Friday, August 19, 2011


Larry David is an actor, writer, comic, who's created and playing the lead in a television sitcom, "Curb Your Enthusiasm." The show started on HBO. It's in is its eighth season, and can be seen nightly locally in re-runs.

My husband, John Cullum, auditioned for Larry David recently. JC has very specific ideas, and prepares for auditions carefully. He doesn't like to improvise, though he'll improvise for me -- do a jig, play Hamlet ala Richard Burton; he loves to imitate me at my barre, or pretend to be Agnes the Maid when he's cooking us supper.

Anyhow, JC reads scripts carefully, and asks to see the entire script if it's a play, or a TV series. He has to know what the concept is. (He won't play a part that's offensive or gratuitously "dirty." He doesn't like to play villains, so if you want him for a bad guy's role, he'll look for what's sympathetic about the character, and try to find an aspect of the bad guy that's good.)

A date and time was arranged for John to read for a role in an up-and-coming episode that Larry David had written. There were "sides" -- three one-line speeches. The scene wasn't described. There were no notes on who the character was.

We've watched "Curb Your Enthusiasm" -- not regularly. We don't watch any shows regularly but I'll tune in "Seinfeld" reruns, when we've got fifteen minutes or so to spare. We've certainly enjoyed some of the brilliantly amusing scenes Larry David wrote with Jerry for the "Seinfeld" series.

As an actor, I find Larry David interesting -- not handsome, sexy, or memorable. He plays the starring role in his series as an average, ordinary guy, reacting to ordinary hum-drum things. But his sudden bouts of jealousy, paranoia, prejudice, his sudden unwillingness to be categorized, insistence on doing everything his way -- it's very funny.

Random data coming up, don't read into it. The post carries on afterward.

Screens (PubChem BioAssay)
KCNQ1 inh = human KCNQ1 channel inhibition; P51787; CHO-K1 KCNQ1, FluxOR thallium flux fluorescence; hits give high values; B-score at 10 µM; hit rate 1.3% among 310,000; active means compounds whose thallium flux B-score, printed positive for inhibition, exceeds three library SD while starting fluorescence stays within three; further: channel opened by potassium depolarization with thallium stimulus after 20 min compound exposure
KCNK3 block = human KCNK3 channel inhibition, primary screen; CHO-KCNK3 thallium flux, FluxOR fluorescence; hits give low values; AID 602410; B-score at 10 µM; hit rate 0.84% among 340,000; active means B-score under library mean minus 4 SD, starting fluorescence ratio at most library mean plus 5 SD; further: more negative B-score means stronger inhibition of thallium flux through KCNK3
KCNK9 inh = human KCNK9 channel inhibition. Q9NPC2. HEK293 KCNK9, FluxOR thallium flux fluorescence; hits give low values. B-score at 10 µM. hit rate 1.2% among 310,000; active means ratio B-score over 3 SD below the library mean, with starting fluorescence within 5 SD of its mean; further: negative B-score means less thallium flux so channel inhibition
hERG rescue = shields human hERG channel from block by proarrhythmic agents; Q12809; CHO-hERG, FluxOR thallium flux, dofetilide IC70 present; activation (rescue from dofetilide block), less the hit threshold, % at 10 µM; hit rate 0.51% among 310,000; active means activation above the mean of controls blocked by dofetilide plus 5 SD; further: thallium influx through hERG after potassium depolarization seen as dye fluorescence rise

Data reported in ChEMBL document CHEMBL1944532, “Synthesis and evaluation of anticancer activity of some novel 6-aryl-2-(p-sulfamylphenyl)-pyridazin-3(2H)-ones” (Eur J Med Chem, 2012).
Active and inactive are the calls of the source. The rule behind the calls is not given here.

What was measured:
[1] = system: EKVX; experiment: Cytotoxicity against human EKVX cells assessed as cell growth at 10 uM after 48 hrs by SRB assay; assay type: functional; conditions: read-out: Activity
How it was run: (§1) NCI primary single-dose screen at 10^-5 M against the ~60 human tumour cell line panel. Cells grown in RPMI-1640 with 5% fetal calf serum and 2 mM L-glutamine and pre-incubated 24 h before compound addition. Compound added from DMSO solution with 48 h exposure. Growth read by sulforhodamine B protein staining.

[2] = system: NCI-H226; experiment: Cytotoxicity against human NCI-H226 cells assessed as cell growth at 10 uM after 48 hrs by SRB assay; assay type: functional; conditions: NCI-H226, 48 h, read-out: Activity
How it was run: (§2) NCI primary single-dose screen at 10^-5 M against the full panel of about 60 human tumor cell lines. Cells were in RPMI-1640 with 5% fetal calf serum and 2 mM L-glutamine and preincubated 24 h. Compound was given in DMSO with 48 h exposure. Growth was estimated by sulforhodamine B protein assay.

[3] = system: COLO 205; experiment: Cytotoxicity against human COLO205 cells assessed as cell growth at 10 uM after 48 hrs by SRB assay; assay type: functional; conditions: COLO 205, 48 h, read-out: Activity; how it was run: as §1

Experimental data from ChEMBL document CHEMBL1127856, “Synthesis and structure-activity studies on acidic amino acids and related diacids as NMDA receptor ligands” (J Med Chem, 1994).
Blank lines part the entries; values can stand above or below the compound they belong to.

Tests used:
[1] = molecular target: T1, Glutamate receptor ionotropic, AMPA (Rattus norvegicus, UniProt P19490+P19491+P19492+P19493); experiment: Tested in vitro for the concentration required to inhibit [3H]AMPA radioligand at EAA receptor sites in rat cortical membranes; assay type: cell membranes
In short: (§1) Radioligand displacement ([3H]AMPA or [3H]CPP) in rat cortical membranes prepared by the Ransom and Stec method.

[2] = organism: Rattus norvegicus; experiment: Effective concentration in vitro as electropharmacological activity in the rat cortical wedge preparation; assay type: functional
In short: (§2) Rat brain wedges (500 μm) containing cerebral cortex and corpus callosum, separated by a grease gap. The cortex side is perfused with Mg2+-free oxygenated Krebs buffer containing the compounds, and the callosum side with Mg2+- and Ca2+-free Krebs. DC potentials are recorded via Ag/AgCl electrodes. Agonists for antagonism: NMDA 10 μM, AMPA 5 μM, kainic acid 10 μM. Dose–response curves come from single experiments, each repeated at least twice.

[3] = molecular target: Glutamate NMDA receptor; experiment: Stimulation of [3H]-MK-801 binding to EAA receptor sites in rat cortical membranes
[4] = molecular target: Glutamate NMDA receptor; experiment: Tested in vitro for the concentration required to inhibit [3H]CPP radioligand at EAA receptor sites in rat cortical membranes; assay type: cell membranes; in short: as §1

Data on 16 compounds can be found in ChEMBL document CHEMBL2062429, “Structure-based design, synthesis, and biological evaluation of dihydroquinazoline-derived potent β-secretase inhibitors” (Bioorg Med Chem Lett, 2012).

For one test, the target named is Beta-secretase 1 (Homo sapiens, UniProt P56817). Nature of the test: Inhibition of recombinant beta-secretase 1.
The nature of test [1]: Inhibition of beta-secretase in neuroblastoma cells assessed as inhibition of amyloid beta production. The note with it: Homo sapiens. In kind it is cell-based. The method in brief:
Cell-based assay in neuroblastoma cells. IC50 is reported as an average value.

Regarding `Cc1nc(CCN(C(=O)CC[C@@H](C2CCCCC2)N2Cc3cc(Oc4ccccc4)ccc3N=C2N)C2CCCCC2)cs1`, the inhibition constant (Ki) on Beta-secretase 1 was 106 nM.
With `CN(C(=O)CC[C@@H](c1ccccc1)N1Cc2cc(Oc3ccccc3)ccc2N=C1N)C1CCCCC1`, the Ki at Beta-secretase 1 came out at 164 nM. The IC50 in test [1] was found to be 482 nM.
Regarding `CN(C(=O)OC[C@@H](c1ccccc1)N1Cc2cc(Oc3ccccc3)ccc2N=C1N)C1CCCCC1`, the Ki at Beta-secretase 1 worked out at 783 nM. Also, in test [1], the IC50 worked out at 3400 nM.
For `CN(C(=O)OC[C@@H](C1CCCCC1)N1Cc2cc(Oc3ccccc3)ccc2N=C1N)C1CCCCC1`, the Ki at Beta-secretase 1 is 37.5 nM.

And my reactions, are John's reactions. We generally think alike about things like this. David's a talented actor who has slowly, gradually turned himself into a face, a style that you remember -- if I remember him, and John remembers him, I'll bet you will too.

(Hey, I know his name -- for anyone who's involved in the creative aspects of television to become a "name" that people remember, that's a big accomplishment.)

So when John Cullum auditioned for him -- well, it seemed like a good show, and a good possibility for JC.

The moment John got home, I asked "What happened?"

"It was a bomb," JC said. "I did the three lines with a stage manager."

"You didn't do the scene with David himself?"

"No. With a stage manager, who didn't know any more about the script than I did. When I was finished, Larry David asked me to try the first line again. I did."


"Larry David said. 'thanks,' and turned to his assistant for the next name on the list."

"That was it? You didn't chat. about Robin Williams? You didn't talk about the fun you've had working with Robin on his movie a few months ago?" (When actors get together, conversation about mutual pals quite often gets things going.)

"No, Em. I didn't."

"But... gee...there was no other conversation?"

"Honey, I bombed," JC said.

"You didn't improvise?"

"I tried to, but there was nothing in the script. I bombed," John said, before he picked up the phone and gave his agent a report.

No doubt about it . John Cullum didn't get the job.

In case you haven't seen Larry David's show, here's an amusing somewhat risque episode that I'm glad John wasn't on.

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